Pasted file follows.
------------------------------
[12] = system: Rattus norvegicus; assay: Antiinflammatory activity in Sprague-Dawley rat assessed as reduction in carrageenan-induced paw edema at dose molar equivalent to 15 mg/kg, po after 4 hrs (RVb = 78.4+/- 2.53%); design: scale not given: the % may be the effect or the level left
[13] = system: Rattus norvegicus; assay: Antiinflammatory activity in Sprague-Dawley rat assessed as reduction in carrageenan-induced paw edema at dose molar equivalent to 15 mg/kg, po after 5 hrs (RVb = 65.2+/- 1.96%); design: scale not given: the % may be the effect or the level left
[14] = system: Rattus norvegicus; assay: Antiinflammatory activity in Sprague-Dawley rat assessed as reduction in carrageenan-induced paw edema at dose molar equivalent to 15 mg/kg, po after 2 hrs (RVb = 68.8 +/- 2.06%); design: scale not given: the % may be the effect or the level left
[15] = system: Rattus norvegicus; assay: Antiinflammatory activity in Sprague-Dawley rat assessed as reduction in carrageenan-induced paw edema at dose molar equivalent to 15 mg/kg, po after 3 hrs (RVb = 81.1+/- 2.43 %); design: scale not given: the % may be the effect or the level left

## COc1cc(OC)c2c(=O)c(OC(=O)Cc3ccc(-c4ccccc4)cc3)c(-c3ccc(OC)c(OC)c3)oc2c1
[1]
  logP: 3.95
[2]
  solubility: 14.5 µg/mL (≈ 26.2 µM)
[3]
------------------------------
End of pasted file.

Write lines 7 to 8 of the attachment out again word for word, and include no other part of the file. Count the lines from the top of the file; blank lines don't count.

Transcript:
  logP: 3.95
[2]